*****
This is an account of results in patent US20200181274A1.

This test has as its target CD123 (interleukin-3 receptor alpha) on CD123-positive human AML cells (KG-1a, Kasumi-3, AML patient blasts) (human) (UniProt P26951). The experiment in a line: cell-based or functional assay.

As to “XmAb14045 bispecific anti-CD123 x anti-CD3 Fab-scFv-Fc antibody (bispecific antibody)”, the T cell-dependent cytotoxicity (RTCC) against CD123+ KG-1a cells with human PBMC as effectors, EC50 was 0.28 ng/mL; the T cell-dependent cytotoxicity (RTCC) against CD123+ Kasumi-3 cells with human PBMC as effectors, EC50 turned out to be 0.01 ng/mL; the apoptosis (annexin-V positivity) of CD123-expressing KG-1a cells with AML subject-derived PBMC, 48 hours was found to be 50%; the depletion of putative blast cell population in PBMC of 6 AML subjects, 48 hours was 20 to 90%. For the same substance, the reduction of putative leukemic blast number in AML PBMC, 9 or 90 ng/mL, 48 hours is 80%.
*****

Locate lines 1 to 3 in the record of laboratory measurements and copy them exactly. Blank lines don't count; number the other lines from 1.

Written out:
This is an account of results in patent US20200181274A1.

This test has as its target CD123 (interleukin-3 receptor alpha) on CD123-positive human AML cells (KG-1a, Kasumi-3, AML patient blasts) (human) (UniProt P26951). The experiment in a line: cell-based or functional assay.

As to “XmAb14045 bispecific anti-CD123 x anti-CD3 Fab-scFv-Fc antibody (bispecific antibody)”, the T cell-dependent cytotoxicity (RTCC) against CD123+ KG-1a cells with human PBMC as effectors, EC50 was 0.28 ng/mL; the T cell-dependent cytotoxicity (RTCC) against CD123+ Kasumi-3 cells with human PBMC as effectors, EC50 turned out to be 0.01 ng/mL; the apoptosis (annexin-V positivity) of CD123-expressing KG-1a cells with AML subject-derived PBMC, 48 hours was found to be 50%; the depletion of putative blast cell population in PBMC of 6 AML subjects, 48 hours was 20 to 90%. For the same substance, the reduction of putative leukemic blast number in AML PBMC, 9 or 90 ng/mL, 48 hours is 80%.